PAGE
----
Wild animals become a smaller part of the Las Vegas Strip


The Mirage Secret Garden and Dolphin Habitat attractions remain closed since closing in late September after three animals died over a six-month period, and in light of an impending change of ownership at the 33-year-old Las Vegas Strip resort, the famous amenities may never reopen.

Eleven-year-old bottlenose dolphin K2 died on September 24 in the habitat after receiving treatment for a respiratory illness. In a letter to facility staff, the resort’s acting president, Franz Kallao, noted that the Mirage team was working with veterinarians and pathology experts to determine the cause of death, and with other experts to carry out a thorough inspection of the animals and the establishment during its closure. temporarily to focus on “making sure we have the safest possible environment and the best possible care for our dolphins and giving our team the time they need to process and grieve.

“This is a passionate team that is completely dedicated to the welfare of our animals,” continues Kallao’s letter. “Nothing is more important to them, and this loss is incredibly painful.”

According to a September 29 National geographic article, Maverick, a 19-year-old dolphin, died that month after treatment for a lung infection, and Bella, 13, died in April after being treated for gastroenteritis. The attraction has welcomed visitors to observe and occasionally interact with its dolphins and other animals for more than three decades, and 16 dolphins have died there, according to the nonprofit organization Cetabase.org, which tracks marine mammals in captivity.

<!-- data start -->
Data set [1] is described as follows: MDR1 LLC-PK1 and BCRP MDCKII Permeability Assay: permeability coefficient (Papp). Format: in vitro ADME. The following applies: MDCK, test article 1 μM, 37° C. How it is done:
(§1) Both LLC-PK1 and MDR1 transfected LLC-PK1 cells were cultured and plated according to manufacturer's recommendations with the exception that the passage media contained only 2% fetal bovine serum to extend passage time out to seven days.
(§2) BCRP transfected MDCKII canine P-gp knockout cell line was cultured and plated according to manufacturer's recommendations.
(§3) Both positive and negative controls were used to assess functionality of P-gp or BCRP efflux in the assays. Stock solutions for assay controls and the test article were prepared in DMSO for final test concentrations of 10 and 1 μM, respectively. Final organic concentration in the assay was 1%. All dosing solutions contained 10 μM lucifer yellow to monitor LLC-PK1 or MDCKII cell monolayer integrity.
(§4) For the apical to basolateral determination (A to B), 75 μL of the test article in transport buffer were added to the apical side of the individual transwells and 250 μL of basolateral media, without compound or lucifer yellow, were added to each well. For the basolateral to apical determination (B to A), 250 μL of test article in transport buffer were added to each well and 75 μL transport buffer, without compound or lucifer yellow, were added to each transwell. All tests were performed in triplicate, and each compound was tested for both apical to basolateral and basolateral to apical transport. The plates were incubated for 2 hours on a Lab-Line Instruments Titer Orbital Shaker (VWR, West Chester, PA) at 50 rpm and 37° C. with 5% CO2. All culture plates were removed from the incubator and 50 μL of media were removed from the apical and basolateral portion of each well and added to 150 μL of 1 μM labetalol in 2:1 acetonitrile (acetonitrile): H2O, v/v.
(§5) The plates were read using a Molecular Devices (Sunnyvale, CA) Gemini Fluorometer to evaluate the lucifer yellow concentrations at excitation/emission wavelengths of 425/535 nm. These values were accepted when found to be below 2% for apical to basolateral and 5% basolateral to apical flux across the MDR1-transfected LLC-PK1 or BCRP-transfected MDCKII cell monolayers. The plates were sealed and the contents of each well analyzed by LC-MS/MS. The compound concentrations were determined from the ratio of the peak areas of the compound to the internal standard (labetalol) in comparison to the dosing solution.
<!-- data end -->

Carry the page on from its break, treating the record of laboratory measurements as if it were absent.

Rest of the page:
Brian Ahern, a spokesman for MGM Resorts International, which operates the Mirage, confirmed last week that there was no reopening date for the animal attractions and that there was “no decision to share for now” regarding the future of the facilities and their animals. The National geographic One article reports that there are seven bottlenose dolphins, four leopards, two lions, eight tigers, a two-toed sloth, an umbrella cockatoo and about 350 aquarium fish at the two attractions.

In December 2021, Hard Rock International purchased the Mirage from MGM Resorts for over $1 billion and announced plans to convert the casino and hotel into a new Hard Rock Hotel in the heart of the Strip. Last summer, Hard Rock confirmed that it would launch its renamed resort in 2025, and none of the familiar Mirage gear is expected to survive the renovations.

“We and Hard Rock are on the same page in terms of animal welfare focus,” Ahern said. “We will continue to work with them to keep the animals healthy, safe and comfortable after the sale of the Mirage property closes as well. All future decisions will be based on what is best for the animals. »

Although it seems likely that the Dolphin Habitat, as well as the Secret Garden, home to big cats belonging to the estate of deceased illusionists and former Mirage headliners Siegfried and Roy, will not reopen, MGM is exploring different options. while working on the transition with Hard Rock.

Even without these circumstances, the presence of wildlife has been declining for years among tourist attractions and production shows in Las Vegas.